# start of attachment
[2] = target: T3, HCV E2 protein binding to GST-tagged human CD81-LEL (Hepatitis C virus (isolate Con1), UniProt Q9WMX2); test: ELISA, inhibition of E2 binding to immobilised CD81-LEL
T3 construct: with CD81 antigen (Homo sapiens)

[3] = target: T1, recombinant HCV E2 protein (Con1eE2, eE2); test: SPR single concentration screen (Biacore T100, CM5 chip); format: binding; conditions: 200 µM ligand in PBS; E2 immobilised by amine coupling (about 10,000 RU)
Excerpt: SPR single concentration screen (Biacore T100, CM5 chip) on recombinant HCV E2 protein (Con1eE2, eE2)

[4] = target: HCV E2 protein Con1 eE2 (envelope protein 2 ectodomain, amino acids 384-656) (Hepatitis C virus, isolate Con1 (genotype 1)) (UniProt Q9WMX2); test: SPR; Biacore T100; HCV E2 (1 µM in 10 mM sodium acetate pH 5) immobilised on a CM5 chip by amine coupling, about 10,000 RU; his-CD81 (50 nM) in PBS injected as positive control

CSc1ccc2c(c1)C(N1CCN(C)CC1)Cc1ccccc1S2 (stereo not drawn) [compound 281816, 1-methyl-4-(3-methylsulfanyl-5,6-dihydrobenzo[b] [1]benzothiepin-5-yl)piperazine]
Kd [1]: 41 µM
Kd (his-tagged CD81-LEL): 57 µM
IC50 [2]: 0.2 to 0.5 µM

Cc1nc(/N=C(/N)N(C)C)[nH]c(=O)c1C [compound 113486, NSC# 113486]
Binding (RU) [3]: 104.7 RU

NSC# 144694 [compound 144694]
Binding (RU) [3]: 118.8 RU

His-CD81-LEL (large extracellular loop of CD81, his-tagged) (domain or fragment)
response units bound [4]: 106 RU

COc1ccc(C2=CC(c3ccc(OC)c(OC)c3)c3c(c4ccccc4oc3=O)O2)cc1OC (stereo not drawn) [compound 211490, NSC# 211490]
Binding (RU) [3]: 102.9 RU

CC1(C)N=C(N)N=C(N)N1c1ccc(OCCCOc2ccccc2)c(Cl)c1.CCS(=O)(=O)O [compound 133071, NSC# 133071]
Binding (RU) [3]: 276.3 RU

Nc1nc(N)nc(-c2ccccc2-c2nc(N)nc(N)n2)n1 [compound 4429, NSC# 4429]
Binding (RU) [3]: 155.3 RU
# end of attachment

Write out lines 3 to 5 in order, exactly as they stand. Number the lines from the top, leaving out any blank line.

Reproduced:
[3] = target: T1, recombinant HCV E2 protein (Con1eE2, eE2); test: SPR single concentration screen (Biacore T100, CM5 chip); format: binding; conditions: 200 µM ligand in PBS; E2 immobilised by amine coupling (about 10,000 RU)
Excerpt: SPR single concentration screen (Biacore T100, CM5 chip) on recombinant HCV E2 protein (Con1eE2, eE2)

[4] = target: HCV E2 protein Con1 eE2 (envelope protein 2 ectodomain, amino acids 384-656) (Hepatitis C virus, isolate Con1 (genotype 1)) (UniProt Q9WMX2); test: SPR; Biacore T100; HCV E2 (1 µM in 10 mM sodium acetate pH 5) immobilised on a CM5 chip by amine coupling, about 10,000 RU; his-CD81 (50 nM) in PBS injected as positive control